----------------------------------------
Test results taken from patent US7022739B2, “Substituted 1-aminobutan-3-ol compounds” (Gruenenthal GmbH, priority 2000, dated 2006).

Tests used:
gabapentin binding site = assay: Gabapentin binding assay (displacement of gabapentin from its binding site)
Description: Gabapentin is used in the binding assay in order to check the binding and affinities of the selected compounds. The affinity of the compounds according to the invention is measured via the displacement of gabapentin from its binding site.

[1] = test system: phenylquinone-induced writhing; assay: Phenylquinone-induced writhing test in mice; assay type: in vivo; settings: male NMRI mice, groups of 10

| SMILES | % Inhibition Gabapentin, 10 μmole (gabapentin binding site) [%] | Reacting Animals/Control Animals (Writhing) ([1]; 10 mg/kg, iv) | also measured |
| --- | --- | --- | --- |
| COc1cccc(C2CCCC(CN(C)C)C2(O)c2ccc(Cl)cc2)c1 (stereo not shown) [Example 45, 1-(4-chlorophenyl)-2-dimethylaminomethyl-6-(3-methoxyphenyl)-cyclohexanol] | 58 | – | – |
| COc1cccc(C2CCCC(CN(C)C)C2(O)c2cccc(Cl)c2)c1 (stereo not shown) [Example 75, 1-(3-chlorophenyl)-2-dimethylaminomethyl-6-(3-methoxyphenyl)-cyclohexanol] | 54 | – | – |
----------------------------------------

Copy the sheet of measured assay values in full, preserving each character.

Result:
Test results taken from patent US7022739B2, “Substituted 1-aminobutan-3-ol compounds” (Gruenenthal GmbH, priority 2000, dated 2006).

Tests used:
gabapentin binding site = assay: Gabapentin binding assay (displacement of gabapentin from its binding site)
Description: Gabapentin is used in the binding assay in order to check the binding and affinities of the selected compounds. The affinity of the compounds according to the invention is measured via the displacement of gabapentin from its binding site.

[1] = test system: phenylquinone-induced writhing; assay: Phenylquinone-induced writhing test in mice; assay type: in vivo; settings: male NMRI mice, groups of 10

| SMILES | % Inhibition Gabapentin, 10 μmole (gabapentin binding site) [%] | Reacting Animals/Control Animals (Writhing) ([1]; 10 mg/kg, iv) | also measured |
| --- | --- | --- | --- |
| COc1cccc(C2CCCC(CN(C)C)C2(O)c2ccc(Cl)cc2)c1 (stereo not shown) [Example 45, 1-(4-chlorophenyl)-2-dimethylaminomethyl-6-(3-methoxyphenyl)-cyclohexanol] | 58 | – | – |
| COc1cccc(C2CCCC(CN(C)C)C2(O)c2cccc(Cl)c2)c1 (stereo not shown) [Example 75, 1-(3-chlorophenyl)-2-dimethylaminomethyl-6-(3-methoxyphenyl)-cyclohexanol] | 54 | – | – |